Clear and Unmistakeable Intent Gives Arbitrator Decision of Arbitrability of Class Claims

In Universal Protection Service, LP v. Superior Court (2015 Cal. App. LEXIS 189), employer Universal sought a writ of mandate challenging the superior court’s order granting employee Franco’s demand for arbitration and ruling that the arbitrator decides the arbitrability of class action claims. In 2008, Franco signed an arbitration agreement pursuant to her employment with Universal.  The agreement provided arbitration of “any and all disputes or claims” related to the employment and that it be conducted “in accordance with the National Rules for the Resolution of Employment disputes set forth by the American Arbitration Association.”  In 2014, Franco filed a class action suit against Universal for various Labor Code and wage orders violations.  Universal sought declaratory judgment regarding the decision-maker for arbitrability of class claims and on the grounds that the agreement required arbitration on an individual basis only.  The trial court agreed with Franco that reference to the AAA rules placed the question of class arbitrability in the hands of the arbitrator and granted Franco's petition to compel arbitration.

The Court of Appeals held that the order compelling arbitration based on Garcia v. DIRECTV, Inc (115 Cal.App.4th 297) was an error.  The court in Garcia cited to Green Tree Financial Corp. v. Bazzle, where the Supreme Court held (in a nonbinding, plurality decision) that the arbitrator must decide whether an agreement prohibits or permits class arbitrations.   Although improperly based on Garcia, the trial court was nevertheless correct.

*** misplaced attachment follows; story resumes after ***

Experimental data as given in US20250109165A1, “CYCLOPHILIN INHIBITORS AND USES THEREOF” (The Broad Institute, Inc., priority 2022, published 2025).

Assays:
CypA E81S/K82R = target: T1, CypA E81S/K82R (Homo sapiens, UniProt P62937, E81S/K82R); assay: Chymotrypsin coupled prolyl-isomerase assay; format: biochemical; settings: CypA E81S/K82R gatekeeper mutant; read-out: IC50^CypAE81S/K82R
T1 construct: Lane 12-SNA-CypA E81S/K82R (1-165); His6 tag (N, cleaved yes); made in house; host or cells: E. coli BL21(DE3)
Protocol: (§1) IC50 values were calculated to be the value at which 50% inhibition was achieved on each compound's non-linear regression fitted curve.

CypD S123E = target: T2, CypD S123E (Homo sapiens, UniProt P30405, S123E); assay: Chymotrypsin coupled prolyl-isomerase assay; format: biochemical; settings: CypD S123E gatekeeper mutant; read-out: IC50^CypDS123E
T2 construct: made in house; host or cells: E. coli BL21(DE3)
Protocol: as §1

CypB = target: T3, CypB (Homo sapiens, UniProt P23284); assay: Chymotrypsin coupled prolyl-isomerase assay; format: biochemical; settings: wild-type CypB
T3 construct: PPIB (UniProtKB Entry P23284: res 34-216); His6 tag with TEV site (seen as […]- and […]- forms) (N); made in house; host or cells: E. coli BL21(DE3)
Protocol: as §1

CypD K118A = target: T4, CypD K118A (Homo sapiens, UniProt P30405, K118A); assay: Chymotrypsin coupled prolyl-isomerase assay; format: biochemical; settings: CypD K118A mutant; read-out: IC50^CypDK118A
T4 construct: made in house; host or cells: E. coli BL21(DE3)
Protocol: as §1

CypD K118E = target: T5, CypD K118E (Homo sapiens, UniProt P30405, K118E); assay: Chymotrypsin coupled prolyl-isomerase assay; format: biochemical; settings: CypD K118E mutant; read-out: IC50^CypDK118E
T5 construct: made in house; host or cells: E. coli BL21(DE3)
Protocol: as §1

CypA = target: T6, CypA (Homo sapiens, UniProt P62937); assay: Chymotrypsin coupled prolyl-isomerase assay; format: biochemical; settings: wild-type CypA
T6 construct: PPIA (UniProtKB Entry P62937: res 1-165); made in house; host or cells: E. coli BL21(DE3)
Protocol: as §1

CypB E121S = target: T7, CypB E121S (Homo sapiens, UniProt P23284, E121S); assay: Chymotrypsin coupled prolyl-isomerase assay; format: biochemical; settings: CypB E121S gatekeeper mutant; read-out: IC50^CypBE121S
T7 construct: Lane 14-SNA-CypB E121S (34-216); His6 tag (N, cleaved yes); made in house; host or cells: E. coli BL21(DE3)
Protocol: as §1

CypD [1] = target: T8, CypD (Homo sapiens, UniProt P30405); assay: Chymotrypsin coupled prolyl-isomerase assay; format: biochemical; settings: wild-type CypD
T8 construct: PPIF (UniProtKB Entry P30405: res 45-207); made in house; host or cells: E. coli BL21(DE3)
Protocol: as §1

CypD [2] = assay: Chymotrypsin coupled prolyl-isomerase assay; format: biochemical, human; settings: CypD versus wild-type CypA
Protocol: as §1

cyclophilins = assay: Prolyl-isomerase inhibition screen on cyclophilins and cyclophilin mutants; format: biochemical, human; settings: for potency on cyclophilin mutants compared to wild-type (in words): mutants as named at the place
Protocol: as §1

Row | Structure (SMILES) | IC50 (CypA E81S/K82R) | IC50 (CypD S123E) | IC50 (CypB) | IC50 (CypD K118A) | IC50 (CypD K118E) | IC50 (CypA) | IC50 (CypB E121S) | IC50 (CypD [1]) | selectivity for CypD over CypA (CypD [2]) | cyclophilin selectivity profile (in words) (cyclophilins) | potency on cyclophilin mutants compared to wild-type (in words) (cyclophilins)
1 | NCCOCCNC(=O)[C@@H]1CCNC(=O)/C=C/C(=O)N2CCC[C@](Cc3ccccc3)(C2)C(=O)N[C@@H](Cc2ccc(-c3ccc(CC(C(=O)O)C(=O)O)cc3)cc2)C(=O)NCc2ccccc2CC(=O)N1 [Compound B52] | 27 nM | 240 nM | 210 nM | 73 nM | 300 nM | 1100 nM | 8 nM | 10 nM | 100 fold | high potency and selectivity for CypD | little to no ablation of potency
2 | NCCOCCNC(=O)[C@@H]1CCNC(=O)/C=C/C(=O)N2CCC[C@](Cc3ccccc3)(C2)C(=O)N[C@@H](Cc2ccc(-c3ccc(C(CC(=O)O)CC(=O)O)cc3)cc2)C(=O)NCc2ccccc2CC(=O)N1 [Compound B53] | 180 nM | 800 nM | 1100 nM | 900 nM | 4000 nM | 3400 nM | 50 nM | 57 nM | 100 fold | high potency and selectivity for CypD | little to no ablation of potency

The Court stated that in deciding whether parties’ agreed to arbitrate certain claims, ordinary state-law principles governing contract formation should be applied, subject to the qualification that courts should not assume an agreement to arbitrate without clear and unmistakable evidence of the parties’ intent.  Here the parties referred to the AAA rules in the arbitration agreement, including specifically, AAA rules for class action arbitration.  In addition to the reference to the specific rules, the AAA Employment Rules include the Supplementary Rules for Class Arbitrations.  These rules place the question of arbitrability in the hands of the arbitrator.  The Court also held the decision to be consistent with general contract law principles.

The Court denied Universal’s petition.